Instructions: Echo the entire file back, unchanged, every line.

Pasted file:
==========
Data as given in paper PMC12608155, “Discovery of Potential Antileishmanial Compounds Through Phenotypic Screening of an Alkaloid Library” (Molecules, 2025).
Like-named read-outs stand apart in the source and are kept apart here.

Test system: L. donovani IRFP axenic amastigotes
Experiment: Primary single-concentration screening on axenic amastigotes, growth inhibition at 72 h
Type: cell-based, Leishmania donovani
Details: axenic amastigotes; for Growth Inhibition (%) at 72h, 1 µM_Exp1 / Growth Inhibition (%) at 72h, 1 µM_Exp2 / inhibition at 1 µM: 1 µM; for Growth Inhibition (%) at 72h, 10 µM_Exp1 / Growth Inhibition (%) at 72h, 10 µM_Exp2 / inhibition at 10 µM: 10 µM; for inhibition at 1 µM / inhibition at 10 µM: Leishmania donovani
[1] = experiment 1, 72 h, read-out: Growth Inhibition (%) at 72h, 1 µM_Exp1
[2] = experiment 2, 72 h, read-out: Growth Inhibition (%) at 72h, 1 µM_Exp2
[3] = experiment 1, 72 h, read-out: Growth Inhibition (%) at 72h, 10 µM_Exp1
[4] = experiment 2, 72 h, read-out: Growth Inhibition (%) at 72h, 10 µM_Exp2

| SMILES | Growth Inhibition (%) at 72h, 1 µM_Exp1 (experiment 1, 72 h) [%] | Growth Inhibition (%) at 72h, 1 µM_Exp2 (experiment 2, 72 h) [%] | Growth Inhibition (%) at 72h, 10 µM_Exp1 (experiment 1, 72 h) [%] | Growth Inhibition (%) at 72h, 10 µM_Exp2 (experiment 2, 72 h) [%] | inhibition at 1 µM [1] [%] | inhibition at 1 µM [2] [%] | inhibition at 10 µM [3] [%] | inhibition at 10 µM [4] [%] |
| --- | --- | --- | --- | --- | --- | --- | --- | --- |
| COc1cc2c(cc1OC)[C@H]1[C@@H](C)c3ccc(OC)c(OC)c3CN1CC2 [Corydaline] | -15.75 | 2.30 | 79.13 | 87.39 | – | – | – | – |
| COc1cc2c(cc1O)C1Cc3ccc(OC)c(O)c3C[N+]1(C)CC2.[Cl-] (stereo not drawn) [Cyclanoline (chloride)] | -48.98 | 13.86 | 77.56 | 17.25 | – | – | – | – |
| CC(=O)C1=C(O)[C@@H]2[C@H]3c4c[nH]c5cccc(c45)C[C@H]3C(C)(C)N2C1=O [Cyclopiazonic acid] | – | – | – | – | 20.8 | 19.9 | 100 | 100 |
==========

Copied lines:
Data as given in paper PMC12608155, “Discovery of Potential Antileishmanial Compounds Through Phenotypic Screening of an Alkaloid Library” (Molecules, 2025).
Like-named read-outs stand apart in the source and are kept apart here.

Test system: L. donovani IRFP axenic amastigotes
Experiment: Primary single-concentration screening on axenic amastigotes, growth inhibition at 72 h
Type: cell-based, Leishmania donovani
Details: axenic amastigotes; for Growth Inhibition (%) at 72h, 1 µM_Exp1 / Growth Inhibition (%) at 72h, 1 µM_Exp2 / inhibition at 1 µM: 1 µM; for Growth Inhibition (%) at 72h, 10 µM_Exp1 / Growth Inhibition (%) at 72h, 10 µM_Exp2 / inhibition at 10 µM: 10 µM; for inhibition at 1 µM / inhibition at 10 µM: Leishmania donovani
[1] = experiment 1, 72 h, read-out: Growth Inhibition (%) at 72h, 1 µM_Exp1
[2] = experiment 2, 72 h, read-out: Growth Inhibition (%) at 72h, 1 µM_Exp2
[3] = experiment 1, 72 h, read-out: Growth Inhibition (%) at 72h, 10 µM_Exp1
[4] = experiment 2, 72 h, read-out: Growth Inhibition (%) at 72h, 10 µM_Exp2

| SMILES | Growth Inhibition (%) at 72h, 1 µM_Exp1 (experiment 1, 72 h) [%] | Growth Inhibition (%) at 72h, 1 µM_Exp2 (experiment 2, 72 h) [%] | Growth Inhibition (%) at 72h, 10 µM_Exp1 (experiment 1, 72 h) [%] | Growth Inhibition (%) at 72h, 10 µM_Exp2 (experiment 2, 72 h) [%] | inhibition at 1 µM [1] [%] | inhibition at 1 µM [2] [%] | inhibition at 10 µM [3] [%] | inhibition at 10 µM [4] [%] |
| --- | --- | --- | --- | --- | --- | --- | --- | --- |
| COc1cc2c(cc1OC)[C@H]1[C@@H](C)c3ccc(OC)c(OC)c3CN1CC2 [Corydaline] | -15.75 | 2.30 | 79.13 | 87.39 | – | – | – | – |
| COc1cc2c(cc1O)C1Cc3ccc(OC)c(O)c3C[N+]1(C)CC2.[Cl-] (stereo not drawn) [Cyclanoline (chloride)] | -48.98 | 13.86 | 77.56 | 17.25 | – | – | – | – |
| CC(=O)C1=C(O)[C@@H]2[C@H]3c4c[nH]c5cccc(c45)C[C@H]3C(C)(C)N2C1=O [Cyclopiazonic acid] | – | – | – | – | 20.8 | 19.9 | 100 | 100 |